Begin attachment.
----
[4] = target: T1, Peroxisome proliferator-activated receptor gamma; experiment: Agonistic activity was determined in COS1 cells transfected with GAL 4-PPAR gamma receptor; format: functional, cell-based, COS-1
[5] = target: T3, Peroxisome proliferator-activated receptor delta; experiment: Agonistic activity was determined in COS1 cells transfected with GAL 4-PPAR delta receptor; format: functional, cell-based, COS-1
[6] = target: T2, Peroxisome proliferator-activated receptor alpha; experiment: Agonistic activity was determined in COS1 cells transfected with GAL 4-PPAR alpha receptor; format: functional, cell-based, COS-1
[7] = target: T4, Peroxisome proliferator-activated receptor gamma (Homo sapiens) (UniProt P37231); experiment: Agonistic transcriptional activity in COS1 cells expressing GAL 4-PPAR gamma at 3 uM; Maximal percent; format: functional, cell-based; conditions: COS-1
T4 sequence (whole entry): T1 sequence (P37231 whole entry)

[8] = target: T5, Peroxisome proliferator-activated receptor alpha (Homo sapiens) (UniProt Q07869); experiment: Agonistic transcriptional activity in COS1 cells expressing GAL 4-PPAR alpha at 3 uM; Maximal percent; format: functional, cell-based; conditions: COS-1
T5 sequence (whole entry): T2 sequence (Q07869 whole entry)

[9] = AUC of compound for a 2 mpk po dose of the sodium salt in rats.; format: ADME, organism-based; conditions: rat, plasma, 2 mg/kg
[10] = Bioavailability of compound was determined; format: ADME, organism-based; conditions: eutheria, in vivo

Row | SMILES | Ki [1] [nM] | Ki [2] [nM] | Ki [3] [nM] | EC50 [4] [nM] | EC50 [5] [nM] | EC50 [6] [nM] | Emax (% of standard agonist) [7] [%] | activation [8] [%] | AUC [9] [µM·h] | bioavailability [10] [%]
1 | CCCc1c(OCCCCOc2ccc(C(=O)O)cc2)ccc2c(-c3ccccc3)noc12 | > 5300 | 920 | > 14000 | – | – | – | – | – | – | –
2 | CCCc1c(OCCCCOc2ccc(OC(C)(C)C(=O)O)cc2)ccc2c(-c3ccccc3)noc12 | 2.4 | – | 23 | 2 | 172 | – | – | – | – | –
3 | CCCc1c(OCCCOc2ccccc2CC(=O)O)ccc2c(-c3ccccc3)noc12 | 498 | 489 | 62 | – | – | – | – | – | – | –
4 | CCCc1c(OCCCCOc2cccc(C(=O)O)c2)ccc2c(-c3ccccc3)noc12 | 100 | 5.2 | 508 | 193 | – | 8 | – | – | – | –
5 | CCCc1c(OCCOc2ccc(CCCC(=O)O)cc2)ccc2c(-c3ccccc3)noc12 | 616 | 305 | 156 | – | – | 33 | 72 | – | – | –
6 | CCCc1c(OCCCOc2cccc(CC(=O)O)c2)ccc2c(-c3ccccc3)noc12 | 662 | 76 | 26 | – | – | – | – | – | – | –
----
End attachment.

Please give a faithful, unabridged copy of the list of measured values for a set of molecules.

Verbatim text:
[4] = target: T1, Peroxisome proliferator-activated receptor gamma; experiment: Agonistic activity was determined in COS1 cells transfected with GAL 4-PPAR gamma receptor; format: functional, cell-based, COS-1
[5] = target: T3, Peroxisome proliferator-activated receptor delta; experiment: Agonistic activity was determined in COS1 cells transfected with GAL 4-PPAR delta receptor; format: functional, cell-based, COS-1
[6] = target: T2, Peroxisome proliferator-activated receptor alpha; experiment: Agonistic activity was determined in COS1 cells transfected with GAL 4-PPAR alpha receptor; format: functional, cell-based, COS-1
[7] = target: T4, Peroxisome proliferator-activated receptor gamma (Homo sapiens) (UniProt P37231); experiment: Agonistic transcriptional activity in COS1 cells expressing GAL 4-PPAR gamma at 3 uM; Maximal percent; format: functional, cell-based; conditions: COS-1
T4 sequence (whole entry): T1 sequence (P37231 whole entry)

[8] = target: T5, Peroxisome proliferator-activated receptor alpha (Homo sapiens) (UniProt Q07869); experiment: Agonistic transcriptional activity in COS1 cells expressing GAL 4-PPAR alpha at 3 uM; Maximal percent; format: functional, cell-based; conditions: COS-1
T5 sequence (whole entry): T2 sequence (Q07869 whole entry)

[9] = AUC of compound for a 2 mpk po dose of the sodium salt in rats.; format: ADME, organism-based; conditions: rat, plasma, 2 mg/kg
[10] = Bioavailability of compound was determined; format: ADME, organism-based; conditions: eutheria, in vivo

Row | SMILES | Ki [1] [nM] | Ki [2] [nM] | Ki [3] [nM] | EC50 [4] [nM] | EC50 [5] [nM] | EC50 [6] [nM] | Emax (% of standard agonist) [7] [%] | activation [8] [%] | AUC [9] [µM·h] | bioavailability [10] [%]
1 | CCCc1c(OCCCCOc2ccc(C(=O)O)cc2)ccc2c(-c3ccccc3)noc12 | > 5300 | 920 | > 14000 | – | – | – | – | – | – | –
2 | CCCc1c(OCCCCOc2ccc(OC(C)(C)C(=O)O)cc2)ccc2c(-c3ccccc3)noc12 | 2.4 | – | 23 | 2 | 172 | – | – | – | – | –
3 | CCCc1c(OCCCOc2ccccc2CC(=O)O)ccc2c(-c3ccccc3)noc12 | 498 | 489 | 62 | – | – | – | – | – | – | –
4 | CCCc1c(OCCCCOc2cccc(C(=O)O)c2)ccc2c(-c3ccccc3)noc12 | 100 | 5.2 | 508 | 193 | – | 8 | – | – | – | –
5 | CCCc1c(OCCOc2ccc(CCCC(=O)O)cc2)ccc2c(-c3ccccc3)noc12 | 616 | 305 | 156 | – | – | 33 | 72 | – | – | –
6 | CCCc1c(OCCCOc2cccc(CC(=O)O)c2)ccc2c(-c3ccccc3)noc12 | 662 | 76 | 26 | – | – | – | – | – | – | –